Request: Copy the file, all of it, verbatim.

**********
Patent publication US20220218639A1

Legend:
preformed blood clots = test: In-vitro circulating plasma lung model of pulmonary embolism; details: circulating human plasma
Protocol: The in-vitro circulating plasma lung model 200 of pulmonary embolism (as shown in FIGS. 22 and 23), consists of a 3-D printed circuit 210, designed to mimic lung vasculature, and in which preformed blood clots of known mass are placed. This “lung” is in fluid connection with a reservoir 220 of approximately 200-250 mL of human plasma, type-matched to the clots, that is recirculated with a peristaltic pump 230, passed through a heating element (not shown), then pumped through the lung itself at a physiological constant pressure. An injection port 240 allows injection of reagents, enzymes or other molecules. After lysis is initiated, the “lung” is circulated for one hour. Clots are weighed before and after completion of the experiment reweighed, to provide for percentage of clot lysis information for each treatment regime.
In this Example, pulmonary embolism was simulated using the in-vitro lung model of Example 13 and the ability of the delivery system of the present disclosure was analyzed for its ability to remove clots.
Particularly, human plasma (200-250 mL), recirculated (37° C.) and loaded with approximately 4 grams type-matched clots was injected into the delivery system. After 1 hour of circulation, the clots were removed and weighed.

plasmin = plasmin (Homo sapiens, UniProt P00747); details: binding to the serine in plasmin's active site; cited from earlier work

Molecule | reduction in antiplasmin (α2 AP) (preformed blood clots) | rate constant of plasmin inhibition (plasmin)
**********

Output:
Patent publication US20220218639A1

Legend:
preformed blood clots = test: In-vitro circulating plasma lung model of pulmonary embolism; details: circulating human plasma
Protocol: The in-vitro circulating plasma lung model 200 of pulmonary embolism (as shown in FIGS. 22 and 23), consists of a 3-D printed circuit 210, designed to mimic lung vasculature, and in which preformed blood clots of known mass are placed. This “lung” is in fluid connection with a reservoir 220 of approximately 200-250 mL of human plasma, type-matched to the clots, that is recirculated with a peristaltic pump 230, passed through a heating element (not shown), then pumped through the lung itself at a physiological constant pressure. An injection port 240 allows injection of reagents, enzymes or other molecules. After lysis is initiated, the “lung” is circulated for one hour. Clots are weighed before and after completion of the experiment reweighed, to provide for percentage of clot lysis information for each treatment regime.
In this Example, pulmonary embolism was simulated using the in-vitro lung model of Example 13 and the ability of the delivery system of the present disclosure was analyzed for its ability to remove clots.
Particularly, human plasma (200-250 mL), recirculated (37° C.) and loaded with approximately 4 grams type-matched clots was injected into the delivery system. After 1 hour of circulation, the clots were removed and weighed.

plasmin = plasmin (Homo sapiens, UniProt P00747); details: binding to the serine in plasmin's active site; cited from earlier work

Molecule | reduction in antiplasmin (α2 AP) (preformed blood clots) | rate constant of plasmin inhibition (plasmin)